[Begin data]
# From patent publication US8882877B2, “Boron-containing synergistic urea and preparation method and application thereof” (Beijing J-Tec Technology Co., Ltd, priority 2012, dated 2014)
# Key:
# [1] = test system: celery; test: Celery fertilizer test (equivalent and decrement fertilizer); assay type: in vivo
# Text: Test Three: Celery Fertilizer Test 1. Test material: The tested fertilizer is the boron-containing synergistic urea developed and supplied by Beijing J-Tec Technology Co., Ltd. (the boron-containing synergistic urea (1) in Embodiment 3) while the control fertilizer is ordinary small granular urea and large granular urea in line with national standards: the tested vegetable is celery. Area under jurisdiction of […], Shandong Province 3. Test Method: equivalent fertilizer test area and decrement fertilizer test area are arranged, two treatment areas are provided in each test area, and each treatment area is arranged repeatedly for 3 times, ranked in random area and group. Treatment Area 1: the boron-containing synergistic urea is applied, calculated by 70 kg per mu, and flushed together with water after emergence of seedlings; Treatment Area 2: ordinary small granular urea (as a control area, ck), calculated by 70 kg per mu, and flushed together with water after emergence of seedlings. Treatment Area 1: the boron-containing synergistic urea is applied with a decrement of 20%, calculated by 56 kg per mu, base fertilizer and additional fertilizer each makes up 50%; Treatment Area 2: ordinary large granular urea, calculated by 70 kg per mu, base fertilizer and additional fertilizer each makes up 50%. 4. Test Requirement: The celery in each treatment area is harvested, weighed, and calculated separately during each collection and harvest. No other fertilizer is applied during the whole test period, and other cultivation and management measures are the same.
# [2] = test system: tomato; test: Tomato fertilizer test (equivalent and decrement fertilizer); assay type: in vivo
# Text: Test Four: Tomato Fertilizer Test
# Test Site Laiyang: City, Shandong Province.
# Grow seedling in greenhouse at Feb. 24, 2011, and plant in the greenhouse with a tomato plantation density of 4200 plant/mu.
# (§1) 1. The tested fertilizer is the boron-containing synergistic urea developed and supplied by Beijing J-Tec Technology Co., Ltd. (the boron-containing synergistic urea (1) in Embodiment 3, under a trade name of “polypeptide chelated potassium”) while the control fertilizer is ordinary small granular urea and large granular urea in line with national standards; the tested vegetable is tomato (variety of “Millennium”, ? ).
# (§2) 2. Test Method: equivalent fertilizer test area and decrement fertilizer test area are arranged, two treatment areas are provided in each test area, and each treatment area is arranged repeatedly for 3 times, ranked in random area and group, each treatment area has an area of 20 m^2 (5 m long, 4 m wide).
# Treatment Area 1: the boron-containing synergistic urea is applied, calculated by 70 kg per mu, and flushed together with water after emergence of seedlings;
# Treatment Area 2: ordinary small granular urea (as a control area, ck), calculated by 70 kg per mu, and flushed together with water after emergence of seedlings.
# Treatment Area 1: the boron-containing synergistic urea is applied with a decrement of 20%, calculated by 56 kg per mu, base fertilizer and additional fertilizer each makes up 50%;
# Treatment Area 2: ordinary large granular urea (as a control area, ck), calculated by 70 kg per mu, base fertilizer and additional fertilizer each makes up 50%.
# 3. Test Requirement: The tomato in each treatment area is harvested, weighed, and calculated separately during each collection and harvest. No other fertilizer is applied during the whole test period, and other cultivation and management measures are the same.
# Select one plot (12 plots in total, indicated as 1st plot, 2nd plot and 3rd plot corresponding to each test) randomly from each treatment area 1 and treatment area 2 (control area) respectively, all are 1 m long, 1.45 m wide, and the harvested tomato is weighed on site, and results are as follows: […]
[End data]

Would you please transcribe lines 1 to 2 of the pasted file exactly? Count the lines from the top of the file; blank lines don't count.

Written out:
# From patent publication US8882877B2, “Boron-containing synergistic urea and preparation method and application thereof” (Beijing J-Tec Technology Co., Ltd, priority 2012, dated 2014)
# Key: